And then we have the conservative wing of the right, the true government minimalists. Granted, even among them there is some dispute about how small government should be, but more than mainstream Republicans, this wing of the Republicans, along with a core of true small government types among the libertarians, are dedicated to the right goals. Unfortunately, many of them are also unrealistically idealist. The people who refused to vote of McCain and Romney, who will not support any candidate who does not match their beliefs 100%. And thus, while right on the issues, they are often wrong on the means, adopting such an uncompromising position they effectively embrace the greater of two evils, just so they won't taint their hands by embracing the lesser.

And then there are all the others, the paleocons, the nationalists on both sides of the aisle, and so on. But by and large they are growing ever smaller as political movements, being absorbed into these other groups, or fragmenting into ever smaller subfactions.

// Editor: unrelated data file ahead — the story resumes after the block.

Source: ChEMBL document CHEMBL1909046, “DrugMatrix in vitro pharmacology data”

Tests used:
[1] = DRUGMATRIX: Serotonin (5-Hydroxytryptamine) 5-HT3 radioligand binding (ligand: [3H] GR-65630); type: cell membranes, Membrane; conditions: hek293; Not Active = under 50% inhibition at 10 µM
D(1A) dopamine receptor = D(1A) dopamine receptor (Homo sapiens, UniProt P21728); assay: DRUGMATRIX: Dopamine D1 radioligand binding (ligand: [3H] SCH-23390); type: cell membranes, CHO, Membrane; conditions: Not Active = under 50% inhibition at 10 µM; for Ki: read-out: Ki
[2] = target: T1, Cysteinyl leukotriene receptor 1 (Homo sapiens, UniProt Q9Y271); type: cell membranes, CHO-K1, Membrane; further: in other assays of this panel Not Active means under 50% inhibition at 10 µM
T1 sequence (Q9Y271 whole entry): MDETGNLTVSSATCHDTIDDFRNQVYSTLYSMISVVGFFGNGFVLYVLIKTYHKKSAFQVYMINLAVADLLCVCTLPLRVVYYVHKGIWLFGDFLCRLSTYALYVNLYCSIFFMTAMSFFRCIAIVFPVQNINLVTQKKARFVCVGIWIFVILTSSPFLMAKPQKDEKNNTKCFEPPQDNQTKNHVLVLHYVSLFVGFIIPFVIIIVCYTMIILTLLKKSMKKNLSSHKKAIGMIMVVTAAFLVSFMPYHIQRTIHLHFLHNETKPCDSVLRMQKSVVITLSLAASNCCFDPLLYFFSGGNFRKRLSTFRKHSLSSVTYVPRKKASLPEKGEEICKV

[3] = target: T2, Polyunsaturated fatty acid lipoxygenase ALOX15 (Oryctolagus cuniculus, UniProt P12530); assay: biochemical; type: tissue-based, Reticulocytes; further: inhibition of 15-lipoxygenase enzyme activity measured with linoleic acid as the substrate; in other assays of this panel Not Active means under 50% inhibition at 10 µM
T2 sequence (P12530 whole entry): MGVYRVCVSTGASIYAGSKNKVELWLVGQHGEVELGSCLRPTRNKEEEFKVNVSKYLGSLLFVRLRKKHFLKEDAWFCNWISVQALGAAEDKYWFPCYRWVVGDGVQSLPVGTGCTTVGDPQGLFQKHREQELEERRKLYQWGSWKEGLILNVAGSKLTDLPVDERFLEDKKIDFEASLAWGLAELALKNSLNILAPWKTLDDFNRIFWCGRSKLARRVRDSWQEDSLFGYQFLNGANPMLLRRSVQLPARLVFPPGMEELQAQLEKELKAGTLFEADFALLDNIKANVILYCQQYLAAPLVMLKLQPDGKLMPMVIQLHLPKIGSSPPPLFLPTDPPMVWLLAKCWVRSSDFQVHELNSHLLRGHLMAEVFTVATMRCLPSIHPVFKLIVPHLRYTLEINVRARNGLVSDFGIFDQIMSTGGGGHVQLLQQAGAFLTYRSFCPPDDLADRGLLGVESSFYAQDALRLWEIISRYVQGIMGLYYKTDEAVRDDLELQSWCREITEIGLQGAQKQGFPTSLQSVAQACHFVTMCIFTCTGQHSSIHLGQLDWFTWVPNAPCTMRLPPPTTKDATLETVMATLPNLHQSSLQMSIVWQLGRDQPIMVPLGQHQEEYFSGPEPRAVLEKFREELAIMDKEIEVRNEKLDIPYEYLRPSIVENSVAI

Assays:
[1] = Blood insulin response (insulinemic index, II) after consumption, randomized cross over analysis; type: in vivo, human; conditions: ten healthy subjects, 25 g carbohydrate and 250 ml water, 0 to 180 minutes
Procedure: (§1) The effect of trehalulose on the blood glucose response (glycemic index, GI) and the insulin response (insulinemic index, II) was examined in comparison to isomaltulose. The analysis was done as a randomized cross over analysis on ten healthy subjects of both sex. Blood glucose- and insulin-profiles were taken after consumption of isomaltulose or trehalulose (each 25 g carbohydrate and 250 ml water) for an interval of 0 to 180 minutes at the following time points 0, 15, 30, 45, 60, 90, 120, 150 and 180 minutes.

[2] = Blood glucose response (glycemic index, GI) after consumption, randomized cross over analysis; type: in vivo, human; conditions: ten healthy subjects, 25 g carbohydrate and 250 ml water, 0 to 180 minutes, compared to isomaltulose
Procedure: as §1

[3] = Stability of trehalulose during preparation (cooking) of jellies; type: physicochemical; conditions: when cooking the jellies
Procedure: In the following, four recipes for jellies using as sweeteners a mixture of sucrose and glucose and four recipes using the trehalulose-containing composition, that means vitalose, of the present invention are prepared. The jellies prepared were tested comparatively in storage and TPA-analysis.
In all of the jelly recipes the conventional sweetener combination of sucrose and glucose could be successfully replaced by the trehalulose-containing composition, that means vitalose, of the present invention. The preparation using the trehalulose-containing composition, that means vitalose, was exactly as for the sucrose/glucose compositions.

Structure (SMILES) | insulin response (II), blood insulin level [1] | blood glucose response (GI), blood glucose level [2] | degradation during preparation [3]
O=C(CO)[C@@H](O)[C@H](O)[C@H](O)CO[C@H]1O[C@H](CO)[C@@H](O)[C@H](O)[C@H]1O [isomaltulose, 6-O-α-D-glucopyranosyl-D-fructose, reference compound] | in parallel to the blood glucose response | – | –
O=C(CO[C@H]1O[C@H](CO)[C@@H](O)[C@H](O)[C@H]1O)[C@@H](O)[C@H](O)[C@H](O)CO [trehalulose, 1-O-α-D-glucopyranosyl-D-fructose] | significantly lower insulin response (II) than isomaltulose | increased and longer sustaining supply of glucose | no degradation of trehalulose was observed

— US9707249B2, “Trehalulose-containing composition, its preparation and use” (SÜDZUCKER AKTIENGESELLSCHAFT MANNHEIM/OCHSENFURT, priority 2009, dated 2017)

Which is why we see things such as the debate above. Where, a few years ago, I would have expected to see relatively clear lines between Republican and Democrat, conservative and liberal, since neither party has been very good at expressing a coherent belief system, we get instead this terribly fragmented political field, with such intraparty squabbles that it is sometimes hard to see a party at all.

In a way, it is amusing, as a few years ago there was so much worry over polarization***, and now, today, I am seeing instead the exact opposite, two parties in the process of pulling themselves apart. Granted, the Republicans more obviously, but still, do not discount the far left of the Democrats and influence it is having. The Democrats may not have an obvious Donald Trump analogue, but Sanders is doing more to the party than most commentators imagine. I would not be surprised to see a "Trump of the Left" in 2020 or 2024. (Maybe even Trump himself if he changes parties again.)